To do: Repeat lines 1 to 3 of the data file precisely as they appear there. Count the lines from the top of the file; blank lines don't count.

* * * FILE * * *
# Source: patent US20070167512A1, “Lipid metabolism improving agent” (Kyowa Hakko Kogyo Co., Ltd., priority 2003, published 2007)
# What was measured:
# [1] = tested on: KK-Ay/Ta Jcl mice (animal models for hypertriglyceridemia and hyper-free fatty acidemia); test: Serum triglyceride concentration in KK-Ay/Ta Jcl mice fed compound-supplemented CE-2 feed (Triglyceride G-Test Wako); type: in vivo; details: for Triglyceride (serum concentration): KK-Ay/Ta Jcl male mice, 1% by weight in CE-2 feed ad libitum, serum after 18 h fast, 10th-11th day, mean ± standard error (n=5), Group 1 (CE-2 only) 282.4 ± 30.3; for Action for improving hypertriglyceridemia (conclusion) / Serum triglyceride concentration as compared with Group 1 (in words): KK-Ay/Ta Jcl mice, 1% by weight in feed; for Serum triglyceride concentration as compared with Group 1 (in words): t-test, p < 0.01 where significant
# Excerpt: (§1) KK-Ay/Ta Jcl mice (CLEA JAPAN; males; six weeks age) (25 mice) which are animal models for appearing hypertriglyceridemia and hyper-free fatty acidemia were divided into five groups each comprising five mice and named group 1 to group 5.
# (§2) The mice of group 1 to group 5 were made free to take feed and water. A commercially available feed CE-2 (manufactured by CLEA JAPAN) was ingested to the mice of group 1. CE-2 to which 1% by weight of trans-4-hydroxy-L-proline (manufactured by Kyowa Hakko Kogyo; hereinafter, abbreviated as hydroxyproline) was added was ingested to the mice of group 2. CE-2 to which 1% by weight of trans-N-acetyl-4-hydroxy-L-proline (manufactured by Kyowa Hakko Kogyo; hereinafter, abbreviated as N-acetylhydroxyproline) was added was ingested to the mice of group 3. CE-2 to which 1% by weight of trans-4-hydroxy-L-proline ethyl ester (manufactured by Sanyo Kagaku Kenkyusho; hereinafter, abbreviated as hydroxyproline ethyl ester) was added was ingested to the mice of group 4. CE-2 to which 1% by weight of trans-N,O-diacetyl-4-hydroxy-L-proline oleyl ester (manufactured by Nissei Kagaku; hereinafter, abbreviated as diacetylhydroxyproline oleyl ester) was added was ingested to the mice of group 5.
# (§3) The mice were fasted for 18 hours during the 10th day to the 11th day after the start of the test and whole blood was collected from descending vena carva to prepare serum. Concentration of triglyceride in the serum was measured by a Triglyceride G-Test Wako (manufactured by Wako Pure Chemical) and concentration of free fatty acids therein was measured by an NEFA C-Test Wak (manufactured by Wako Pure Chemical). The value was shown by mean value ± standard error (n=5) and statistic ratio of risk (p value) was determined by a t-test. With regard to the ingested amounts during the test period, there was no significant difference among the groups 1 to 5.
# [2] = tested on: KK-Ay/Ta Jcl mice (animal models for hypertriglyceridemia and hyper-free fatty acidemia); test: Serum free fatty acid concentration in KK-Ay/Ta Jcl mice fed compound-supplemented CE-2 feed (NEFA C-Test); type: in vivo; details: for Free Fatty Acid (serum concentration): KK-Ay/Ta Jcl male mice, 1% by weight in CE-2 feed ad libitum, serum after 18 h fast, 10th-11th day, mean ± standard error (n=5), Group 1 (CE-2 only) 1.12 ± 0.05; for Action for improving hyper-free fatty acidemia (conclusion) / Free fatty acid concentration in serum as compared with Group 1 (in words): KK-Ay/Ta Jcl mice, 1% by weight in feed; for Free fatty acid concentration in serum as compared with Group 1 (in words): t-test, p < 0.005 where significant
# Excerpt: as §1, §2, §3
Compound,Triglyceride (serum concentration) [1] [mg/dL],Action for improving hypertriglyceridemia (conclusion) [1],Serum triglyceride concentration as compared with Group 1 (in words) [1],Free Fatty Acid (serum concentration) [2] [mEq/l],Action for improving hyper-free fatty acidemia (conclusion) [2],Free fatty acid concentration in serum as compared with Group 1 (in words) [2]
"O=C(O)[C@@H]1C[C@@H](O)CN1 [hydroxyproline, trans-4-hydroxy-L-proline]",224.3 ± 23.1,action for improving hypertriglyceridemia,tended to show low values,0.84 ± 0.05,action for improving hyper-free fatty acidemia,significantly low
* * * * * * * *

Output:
# Source: patent US20070167512A1, “Lipid metabolism improving agent” (Kyowa Hakko Kogyo Co., Ltd., priority 2003, published 2007)
# What was measured:
# [1] = tested on: KK-Ay/Ta Jcl mice (animal models for hypertriglyceridemia and hyper-free fatty acidemia); test: Serum triglyceride concentration in KK-Ay/Ta Jcl mice fed compound-supplemented CE-2 feed (Triglyceride G-Test Wako); type: in vivo; details: for Triglyceride (serum concentration): KK-Ay/Ta Jcl male mice, 1% by weight in CE-2 feed ad libitum, serum after 18 h fast, 10th-11th day, mean ± standard error (n=5), Group 1 (CE-2 only) 282.4 ± 30.3; for Action for improving hypertriglyceridemia (conclusion) / Serum triglyceride concentration as compared with Group 1 (in words): KK-Ay/Ta Jcl mice, 1% by weight in feed; for Serum triglyceride concentration as compared with Group 1 (in words): t-test, p < 0.01 where significant